host: analyst will say that a number of policy areas, he has been criticized to continue the bush administration policies. if you believe that the says, i am wondering how different things would be under a republican administration? is there a unified foreign policy right now among both parties or to use a real difference? guest: a great question. the president clearly enunciated what he was going to do during the campaign. it was not always what president bush did, but he said that he would put the emphasis on al qaeda and afghanistan. that is precisely what he did. he has been a very strong president on national security. the majority of the american people support the president on national security. it has been very hard for the republican candidates to do with that. the conventional way that these debates are supposed to go is
that democrats are soft and republicans are tough and democrats want to coddle the enemy and republicans will be stronger and more decisive. but president obama is not playing that role. he has been very tough and decisive. he put our troops in to go after osama bin laden. he took them out. it is tough for the republicans to get to the right of the president on nafta security. host: here is one photograph. from the cnn debate last night company talking about newt gingrich's rise. we will show a number of clips. here is one from herman cain. it regards iran and the u.s. and israel. >> i would first make sure that they had a credible plan for success. clarity of mission and clarity
of success. remember, when you talk about attacking iran, it is a very mountainous region. the latest reports say that that -- there may be 40 different locations. i would want to make sure that we had a good idea from intelligence sources were these are located. and it israel had a credible plan that appeared as if they could succeed, i would support israel, yes. and in some instances, depending on how strong the plan is, we would join with israel for that, if it was clear what the mission was and what the definition of victory was. host: general clark, there were other conversations about iran including this headline from the newspaper. regime change is being raised on the front of the "washington post" today. it will be the only thing that
stops the nuclear program. with that backdrop, the debate commentary and other voices calling for regime change, talk to us about iran and the challenges to u.s. foreign policy there. guest: the president has followed a very logical approach on this. he has some grip on what is happening inside iran because of the intelligence services, although you do not know everything. but it is clear that he has proceeded first by giving iran an opportunity for dialogue. they have rejected that. some other measures must of been taken, although it is the nature of covert action that you never acknowledge these. we know that there is enrichment of uranium, and there is some kind of cyber weapon still moving around inside there. we do not know much about this and we do not know where it came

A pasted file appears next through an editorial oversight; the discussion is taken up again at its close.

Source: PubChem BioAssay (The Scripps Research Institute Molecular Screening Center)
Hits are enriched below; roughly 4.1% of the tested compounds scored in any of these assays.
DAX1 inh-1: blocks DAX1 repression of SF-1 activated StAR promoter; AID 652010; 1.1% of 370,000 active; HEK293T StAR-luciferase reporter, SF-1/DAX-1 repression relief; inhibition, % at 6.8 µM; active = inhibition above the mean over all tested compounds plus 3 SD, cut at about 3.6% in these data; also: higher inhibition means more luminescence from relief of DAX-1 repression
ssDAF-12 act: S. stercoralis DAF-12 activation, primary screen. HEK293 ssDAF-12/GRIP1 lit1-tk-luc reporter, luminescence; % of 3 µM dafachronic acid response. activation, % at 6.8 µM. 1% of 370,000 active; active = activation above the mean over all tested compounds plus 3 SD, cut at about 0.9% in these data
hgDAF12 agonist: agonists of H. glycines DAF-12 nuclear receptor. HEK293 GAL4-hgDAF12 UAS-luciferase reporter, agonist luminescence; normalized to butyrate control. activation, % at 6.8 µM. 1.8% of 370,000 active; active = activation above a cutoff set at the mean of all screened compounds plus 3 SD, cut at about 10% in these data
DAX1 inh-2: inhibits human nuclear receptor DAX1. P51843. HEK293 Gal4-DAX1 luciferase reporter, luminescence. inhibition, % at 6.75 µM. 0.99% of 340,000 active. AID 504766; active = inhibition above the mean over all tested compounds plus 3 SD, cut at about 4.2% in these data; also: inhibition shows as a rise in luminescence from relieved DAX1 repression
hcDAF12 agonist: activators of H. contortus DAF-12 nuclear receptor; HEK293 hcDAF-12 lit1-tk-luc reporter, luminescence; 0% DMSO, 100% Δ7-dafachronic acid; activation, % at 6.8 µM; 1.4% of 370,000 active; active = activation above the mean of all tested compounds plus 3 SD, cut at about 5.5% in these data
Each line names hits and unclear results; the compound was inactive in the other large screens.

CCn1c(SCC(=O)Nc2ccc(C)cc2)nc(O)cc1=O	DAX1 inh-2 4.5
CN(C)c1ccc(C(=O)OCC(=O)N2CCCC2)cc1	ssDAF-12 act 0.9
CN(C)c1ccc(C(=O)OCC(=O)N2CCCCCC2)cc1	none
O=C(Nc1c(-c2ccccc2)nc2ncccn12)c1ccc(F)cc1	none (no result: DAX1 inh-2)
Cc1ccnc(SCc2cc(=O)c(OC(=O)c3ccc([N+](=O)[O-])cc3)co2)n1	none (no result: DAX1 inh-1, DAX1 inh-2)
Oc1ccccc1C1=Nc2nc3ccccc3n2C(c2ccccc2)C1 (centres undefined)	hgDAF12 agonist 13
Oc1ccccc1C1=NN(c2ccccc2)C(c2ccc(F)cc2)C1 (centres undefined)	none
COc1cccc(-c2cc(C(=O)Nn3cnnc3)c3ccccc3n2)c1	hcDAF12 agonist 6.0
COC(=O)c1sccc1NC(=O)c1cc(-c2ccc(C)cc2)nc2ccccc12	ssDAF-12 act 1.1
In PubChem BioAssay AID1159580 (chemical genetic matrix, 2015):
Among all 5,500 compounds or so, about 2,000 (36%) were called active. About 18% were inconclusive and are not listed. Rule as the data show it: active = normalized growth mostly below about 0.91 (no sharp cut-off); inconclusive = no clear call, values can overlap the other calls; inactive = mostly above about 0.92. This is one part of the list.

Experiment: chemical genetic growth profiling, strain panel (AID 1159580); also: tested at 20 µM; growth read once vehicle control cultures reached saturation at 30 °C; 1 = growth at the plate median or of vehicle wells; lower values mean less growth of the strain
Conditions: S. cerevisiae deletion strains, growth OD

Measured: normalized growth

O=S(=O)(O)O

from or anything of the sort. so some strong measures are under way. at the same time, he worked with our allies to get the toughest sanctions ever on iran. at the time that president obama came into office, you would have said that iran was gaining power in the region. today, nobody believes that. everyone understands that iran is losing power in the region and struggling to maintain its influence. i think he has had an effective policies of corporate the question is -- how far does it go? he is ratcheting it up step by step. as i listen to the debate last night, i thought that the president should feel comfortable that is republican competitors would be behind them on whatever tougher measures he had to take. host: here is a question from a twitter viewer.
guest: when i looked at the sanctions in iraq, i did not see them result the same way. but there are sanctions on iraq -- are wrong, sorry, and they will be tougher. that is necessary to get the attention of the iranian government. without needing war to give them -- to make them give up on nuclear aspirations. host: the professor iranian studies is calling for western air strikes to target the military and paramilitary forces, to cripple the machinery of domestic repression. let me ask you -- if israel were to take this kind of action, either with overt or covert action, help from the united states, what would that mean for the region? guest: are many elements that